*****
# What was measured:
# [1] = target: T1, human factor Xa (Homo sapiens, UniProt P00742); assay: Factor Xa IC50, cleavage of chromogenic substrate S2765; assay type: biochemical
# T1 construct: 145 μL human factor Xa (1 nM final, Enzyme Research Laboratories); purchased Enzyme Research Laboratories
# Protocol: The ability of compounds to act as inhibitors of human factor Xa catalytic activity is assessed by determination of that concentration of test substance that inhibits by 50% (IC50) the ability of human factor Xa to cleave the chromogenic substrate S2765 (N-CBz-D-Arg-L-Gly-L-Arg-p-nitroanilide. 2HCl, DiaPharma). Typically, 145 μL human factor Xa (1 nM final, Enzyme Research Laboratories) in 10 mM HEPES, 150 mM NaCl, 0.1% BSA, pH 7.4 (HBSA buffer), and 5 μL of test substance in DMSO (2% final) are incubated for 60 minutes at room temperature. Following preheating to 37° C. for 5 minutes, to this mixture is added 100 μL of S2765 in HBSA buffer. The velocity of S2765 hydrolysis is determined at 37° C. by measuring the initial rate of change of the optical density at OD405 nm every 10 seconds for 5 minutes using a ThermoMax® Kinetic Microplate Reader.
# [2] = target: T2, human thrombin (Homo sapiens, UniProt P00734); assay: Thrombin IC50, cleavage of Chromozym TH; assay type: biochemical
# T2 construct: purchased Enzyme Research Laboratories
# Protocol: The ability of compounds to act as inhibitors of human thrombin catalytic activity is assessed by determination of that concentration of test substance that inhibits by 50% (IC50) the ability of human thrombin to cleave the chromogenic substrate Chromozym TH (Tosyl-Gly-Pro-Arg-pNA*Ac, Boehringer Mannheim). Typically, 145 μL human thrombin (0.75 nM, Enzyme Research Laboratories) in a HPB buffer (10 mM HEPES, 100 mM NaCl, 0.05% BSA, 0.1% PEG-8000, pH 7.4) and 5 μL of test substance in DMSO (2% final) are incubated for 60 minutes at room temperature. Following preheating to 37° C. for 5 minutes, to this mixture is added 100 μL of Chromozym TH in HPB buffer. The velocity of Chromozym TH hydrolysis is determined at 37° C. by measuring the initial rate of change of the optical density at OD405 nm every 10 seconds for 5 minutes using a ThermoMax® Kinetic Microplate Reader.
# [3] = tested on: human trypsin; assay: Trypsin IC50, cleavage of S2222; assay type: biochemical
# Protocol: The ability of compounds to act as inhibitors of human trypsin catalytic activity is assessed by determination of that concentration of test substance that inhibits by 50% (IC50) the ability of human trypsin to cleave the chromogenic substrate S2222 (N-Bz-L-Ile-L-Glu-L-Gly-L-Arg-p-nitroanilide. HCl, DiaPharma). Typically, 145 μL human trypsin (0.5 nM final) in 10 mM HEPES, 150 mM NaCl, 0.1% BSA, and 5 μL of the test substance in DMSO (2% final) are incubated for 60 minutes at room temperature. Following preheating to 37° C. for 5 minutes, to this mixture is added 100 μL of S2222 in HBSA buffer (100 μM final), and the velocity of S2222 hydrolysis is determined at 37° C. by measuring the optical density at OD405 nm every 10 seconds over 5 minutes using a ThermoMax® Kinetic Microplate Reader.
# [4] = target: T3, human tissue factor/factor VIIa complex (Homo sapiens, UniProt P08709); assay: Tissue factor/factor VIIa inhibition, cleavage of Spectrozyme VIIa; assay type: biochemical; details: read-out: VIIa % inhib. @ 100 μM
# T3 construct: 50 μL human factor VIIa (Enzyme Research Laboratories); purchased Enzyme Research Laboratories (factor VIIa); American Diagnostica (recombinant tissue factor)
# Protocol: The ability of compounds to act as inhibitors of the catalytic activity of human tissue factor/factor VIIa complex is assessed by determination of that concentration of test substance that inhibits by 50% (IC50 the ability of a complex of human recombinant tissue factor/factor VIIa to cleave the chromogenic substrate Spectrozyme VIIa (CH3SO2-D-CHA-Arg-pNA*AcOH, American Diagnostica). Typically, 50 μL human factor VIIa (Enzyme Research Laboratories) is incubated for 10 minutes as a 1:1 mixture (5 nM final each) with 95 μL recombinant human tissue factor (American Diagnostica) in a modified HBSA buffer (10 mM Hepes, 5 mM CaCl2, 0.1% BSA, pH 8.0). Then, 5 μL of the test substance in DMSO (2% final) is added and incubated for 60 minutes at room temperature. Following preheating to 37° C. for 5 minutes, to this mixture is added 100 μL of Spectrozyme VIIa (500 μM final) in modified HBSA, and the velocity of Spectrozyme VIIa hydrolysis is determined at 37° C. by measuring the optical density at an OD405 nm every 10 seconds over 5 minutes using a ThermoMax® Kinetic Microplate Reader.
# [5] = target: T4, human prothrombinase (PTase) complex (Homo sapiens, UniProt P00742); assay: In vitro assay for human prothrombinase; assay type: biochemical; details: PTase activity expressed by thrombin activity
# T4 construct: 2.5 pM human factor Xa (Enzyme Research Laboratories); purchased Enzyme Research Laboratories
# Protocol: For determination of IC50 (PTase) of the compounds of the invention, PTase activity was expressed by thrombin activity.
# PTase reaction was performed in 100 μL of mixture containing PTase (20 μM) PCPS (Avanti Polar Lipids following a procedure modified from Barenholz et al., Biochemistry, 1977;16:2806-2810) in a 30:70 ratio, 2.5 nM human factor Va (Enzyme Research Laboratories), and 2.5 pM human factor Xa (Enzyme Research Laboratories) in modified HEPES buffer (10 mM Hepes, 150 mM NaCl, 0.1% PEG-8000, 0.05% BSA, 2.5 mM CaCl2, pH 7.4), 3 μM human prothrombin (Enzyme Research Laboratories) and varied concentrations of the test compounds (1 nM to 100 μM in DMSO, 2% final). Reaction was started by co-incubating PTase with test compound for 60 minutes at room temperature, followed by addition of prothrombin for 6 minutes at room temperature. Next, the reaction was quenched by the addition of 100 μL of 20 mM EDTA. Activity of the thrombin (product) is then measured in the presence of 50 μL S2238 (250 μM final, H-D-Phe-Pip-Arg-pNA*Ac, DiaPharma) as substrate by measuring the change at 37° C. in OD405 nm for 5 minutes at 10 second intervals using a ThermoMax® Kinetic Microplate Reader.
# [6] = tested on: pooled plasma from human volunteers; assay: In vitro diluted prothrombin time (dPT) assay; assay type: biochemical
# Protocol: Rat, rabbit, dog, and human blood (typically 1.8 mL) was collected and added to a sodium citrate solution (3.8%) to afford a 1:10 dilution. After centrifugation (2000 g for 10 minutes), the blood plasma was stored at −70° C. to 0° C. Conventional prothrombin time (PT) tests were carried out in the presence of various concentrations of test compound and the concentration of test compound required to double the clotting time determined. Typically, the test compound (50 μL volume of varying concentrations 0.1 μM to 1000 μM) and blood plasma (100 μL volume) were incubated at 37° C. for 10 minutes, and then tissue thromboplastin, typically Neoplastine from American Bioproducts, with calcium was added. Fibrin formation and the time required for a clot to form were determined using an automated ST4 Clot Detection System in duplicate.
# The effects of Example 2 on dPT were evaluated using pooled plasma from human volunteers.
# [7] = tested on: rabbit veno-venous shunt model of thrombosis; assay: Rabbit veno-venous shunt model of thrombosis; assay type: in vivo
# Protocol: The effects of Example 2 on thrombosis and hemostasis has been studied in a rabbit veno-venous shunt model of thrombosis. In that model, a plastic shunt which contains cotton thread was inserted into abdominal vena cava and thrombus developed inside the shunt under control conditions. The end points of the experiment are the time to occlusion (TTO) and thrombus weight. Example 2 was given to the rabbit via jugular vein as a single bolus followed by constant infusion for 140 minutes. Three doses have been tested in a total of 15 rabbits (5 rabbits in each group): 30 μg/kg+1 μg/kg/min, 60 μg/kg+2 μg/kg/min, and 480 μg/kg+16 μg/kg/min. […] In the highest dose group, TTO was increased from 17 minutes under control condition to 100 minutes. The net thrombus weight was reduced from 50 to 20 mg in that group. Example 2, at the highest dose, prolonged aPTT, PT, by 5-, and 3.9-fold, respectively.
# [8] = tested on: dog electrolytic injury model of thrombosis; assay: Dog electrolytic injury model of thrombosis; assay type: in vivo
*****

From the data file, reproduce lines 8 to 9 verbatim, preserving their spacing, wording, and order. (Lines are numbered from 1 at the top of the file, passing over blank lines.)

# [3] = tested on: human trypsin; assay: Trypsin IC50, cleavage of S2222; assay type: biochemical
# Protocol: The ability of compounds to act as inhibitors of human trypsin catalytic activity is assessed by determination of that concentration of test substance that inhibits by 50% (IC50) the ability of human trypsin to cleave the chromogenic substrate S2222 (N-Bz-L-Ile-L-Glu-L-Gly-L-Arg-p-nitroanilide. HCl, DiaPharma). Typically, 145 μL human trypsin (0.5 nM final) in 10 mM HEPES, 150 mM NaCl, 0.1% BSA, and 5 μL of the test substance in DMSO (2% final) are incubated for 60 minutes at room temperature. Following preheating to 37° C. for 5 minutes, to this mixture is added 100 μL of S2222 in HBSA buffer (100 μM final), and the velocity of S2222 hydrolysis is determined at 37° C. by measuring the optical density at OD405 nm every 10 seconds over 5 minutes using a ThermoMax® Kinetic Microplate Reader.